Rudyard Morley, an eccentric ambassador from the Court of Saint James, is on a good-will lecture tour of the United States. His English gourmet cook is unable to accompany him, and this ...
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Rudyard Morley, an eccentric ambassador from the Court of Saint James, is on a good-will lecture tour of the United States. His English gourmet cook is unable to accompany him, and this upsets him more than a little bit. He hires away a cook of eighteen years service to a New England socialite. This act of diplomatic-rudeness gives rise to several complication which grow more complicated when Morley's daughter begins a romance with the son of the socialite. Written by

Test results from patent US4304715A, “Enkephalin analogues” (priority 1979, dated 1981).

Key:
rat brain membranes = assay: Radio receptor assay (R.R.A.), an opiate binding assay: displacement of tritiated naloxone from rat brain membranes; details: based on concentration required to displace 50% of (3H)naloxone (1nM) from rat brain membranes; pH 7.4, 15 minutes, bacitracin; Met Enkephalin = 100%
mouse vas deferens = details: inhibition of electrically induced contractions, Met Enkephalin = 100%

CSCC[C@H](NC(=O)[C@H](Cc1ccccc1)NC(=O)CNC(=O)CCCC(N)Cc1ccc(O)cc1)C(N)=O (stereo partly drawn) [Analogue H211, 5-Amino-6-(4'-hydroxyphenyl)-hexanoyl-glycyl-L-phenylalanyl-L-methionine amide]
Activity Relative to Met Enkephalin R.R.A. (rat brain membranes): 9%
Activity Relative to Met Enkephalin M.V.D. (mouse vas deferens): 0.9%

Les Adams <firstname.lastname@example.org>
First, Charles Coburn looks awful in a full beard. Second, the movie is predicated on a premise that doesn't hold up: If a famous writer were to come to the US from England, why would he be concerned about having a good cook? He would be dining out with his hosts and hostesses every night! The character Coburn plays is an unfunny variation on Sheridan Whiteside. Did the man who came to dinner fuss over whether he had his own cook? No, of course not: He had the people with whom he was holed up provide his meals and cater to his every whim.
The movie has some charming female character actresses. Marguerite Chapman is appealing as the Coburn character's daughter, too. But the ex-solider she falls for lacks charm in spades. Additionally, the two have zero chemistry.
It's wonderful seeing little-known movies from Columbia again. But I can't be gracious and pretend that every one of them is a lost treasure.
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